The mission of
Christian Churches Together in the USA (CCT) is to “enable churches and
Christian organizations to grow closer together in Christ in order to
strengthen [their] Christian witness in the world.”
priority to prayer and worship, to building relationships of trust, and
to discerning societal challenges that need to be addressed for more
faithful Christian witness.
Thirty-four churches and national Christian organizations, representing over 100 million Americans, belong to the fellowship.
Church is deeply committed, as integral to her mission, to the full,
visible communion of all Christians,” said Bishop Stephen Blaire,
chairman of the U.S. Catholic bishops’ Committee for Ecumenical
Relations and Interreligious Affairs.
in Christian Churches Together is an important step forward in the
process towards Christian unity that Jesus Christ wills for us,” he
said in an April 7 press release.
Catholic bishops voted to participate in CCT in November 2004. They
selected Cardinal William Keeler of Baltimore, Bishop Blaire, and Fr.
Ronald Roberson, CSP, to serve on the CCT Steering Committee. Sr. Ana
María Pineda, RSM, professor at Santa Clara University, is an at-large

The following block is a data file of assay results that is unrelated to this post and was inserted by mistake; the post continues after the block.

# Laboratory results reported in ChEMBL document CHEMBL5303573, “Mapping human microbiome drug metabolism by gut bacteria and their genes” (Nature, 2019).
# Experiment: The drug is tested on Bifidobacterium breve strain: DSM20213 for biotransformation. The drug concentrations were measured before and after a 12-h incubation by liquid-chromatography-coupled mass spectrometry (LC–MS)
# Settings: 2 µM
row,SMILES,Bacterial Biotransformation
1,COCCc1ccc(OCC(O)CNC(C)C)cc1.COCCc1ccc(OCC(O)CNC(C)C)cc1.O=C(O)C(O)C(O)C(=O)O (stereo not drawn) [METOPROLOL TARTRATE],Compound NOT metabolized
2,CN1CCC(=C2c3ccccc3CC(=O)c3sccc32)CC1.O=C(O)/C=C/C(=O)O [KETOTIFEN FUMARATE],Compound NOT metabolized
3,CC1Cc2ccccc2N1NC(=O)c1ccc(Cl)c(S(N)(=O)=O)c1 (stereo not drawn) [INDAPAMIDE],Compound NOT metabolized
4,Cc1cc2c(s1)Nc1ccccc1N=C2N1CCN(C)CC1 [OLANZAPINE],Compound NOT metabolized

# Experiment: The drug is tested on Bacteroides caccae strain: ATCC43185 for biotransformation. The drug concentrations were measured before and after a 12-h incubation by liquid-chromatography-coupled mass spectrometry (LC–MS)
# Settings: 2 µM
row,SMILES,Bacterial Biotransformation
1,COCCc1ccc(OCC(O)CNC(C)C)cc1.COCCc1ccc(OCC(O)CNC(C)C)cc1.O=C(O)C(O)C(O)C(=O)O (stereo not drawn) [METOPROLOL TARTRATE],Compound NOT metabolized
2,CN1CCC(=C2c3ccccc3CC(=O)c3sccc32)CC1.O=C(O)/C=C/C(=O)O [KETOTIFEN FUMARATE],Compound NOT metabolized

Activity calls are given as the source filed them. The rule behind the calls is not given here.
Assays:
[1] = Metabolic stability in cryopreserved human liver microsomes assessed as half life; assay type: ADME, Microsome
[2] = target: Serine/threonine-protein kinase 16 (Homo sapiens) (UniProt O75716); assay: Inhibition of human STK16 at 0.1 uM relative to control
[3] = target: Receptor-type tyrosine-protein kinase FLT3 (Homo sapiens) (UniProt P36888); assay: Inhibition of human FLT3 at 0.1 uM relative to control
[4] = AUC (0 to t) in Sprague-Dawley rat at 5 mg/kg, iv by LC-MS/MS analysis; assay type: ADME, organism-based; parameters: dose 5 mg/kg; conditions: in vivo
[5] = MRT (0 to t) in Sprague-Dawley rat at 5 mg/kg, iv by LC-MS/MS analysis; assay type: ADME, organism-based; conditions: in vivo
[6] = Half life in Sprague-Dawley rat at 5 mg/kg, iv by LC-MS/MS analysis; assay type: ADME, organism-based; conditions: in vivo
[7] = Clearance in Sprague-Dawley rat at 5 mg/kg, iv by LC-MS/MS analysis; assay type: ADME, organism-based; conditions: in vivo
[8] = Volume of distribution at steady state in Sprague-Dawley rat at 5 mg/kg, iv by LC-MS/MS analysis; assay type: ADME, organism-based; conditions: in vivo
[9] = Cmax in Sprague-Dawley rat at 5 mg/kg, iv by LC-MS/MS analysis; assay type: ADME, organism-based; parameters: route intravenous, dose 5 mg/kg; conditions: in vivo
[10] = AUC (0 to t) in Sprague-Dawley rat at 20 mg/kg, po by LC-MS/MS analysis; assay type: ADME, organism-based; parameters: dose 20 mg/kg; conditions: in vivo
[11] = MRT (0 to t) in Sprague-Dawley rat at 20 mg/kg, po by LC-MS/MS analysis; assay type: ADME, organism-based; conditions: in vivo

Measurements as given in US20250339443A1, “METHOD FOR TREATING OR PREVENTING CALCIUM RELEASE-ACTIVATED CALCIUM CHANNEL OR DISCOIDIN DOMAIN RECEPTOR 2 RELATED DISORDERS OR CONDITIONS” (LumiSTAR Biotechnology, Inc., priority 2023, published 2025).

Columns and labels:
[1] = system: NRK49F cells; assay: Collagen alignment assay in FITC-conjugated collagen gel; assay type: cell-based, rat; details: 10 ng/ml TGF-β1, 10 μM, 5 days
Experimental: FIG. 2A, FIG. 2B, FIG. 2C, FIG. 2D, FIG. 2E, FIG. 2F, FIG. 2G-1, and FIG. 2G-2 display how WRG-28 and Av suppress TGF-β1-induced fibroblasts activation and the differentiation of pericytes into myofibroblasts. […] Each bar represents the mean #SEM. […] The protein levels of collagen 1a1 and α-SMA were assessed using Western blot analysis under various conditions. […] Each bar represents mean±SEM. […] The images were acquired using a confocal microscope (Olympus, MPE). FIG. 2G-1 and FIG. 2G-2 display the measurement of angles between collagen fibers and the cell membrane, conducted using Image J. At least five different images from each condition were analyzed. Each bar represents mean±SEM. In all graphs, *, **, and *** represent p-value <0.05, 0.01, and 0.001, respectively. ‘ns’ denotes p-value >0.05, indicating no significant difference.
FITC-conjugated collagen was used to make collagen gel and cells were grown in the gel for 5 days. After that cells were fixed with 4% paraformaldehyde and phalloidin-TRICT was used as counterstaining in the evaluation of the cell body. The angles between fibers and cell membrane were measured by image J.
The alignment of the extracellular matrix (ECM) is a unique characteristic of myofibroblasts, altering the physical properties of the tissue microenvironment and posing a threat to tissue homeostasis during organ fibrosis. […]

member. Cardinal Keeler serves as one of the CCT’s five presidents.
The vision of
CCT began when a diverse group of Christian leaders gathered in 2001
and expressed a longing for an expanded Christian conversation. At the
end of that meeting, which was hosted by Cardinal Keeler, the group
expressed the need for a new ecumenical forum in the U.S.
At a March 28-31
meeting near Atlanta, where the fellowship was finally formed, the
group focused on the issue of poverty in the U.S. They concluded that
overcoming poverty is “central to the mission of the Church and
essential to our unity in Christ,” and committed to work together to
address the causes of poverty.
For more information, go to: www.christianchurchestogether.org
Catholic Church in the U.S. has joined national leaders from four other
Christian confessions — Evangelical/Pentecostal, Historic Protestant,
Historic Racial/Ethnic and Orthodox — to form the broadest Christian
fellowship in the country.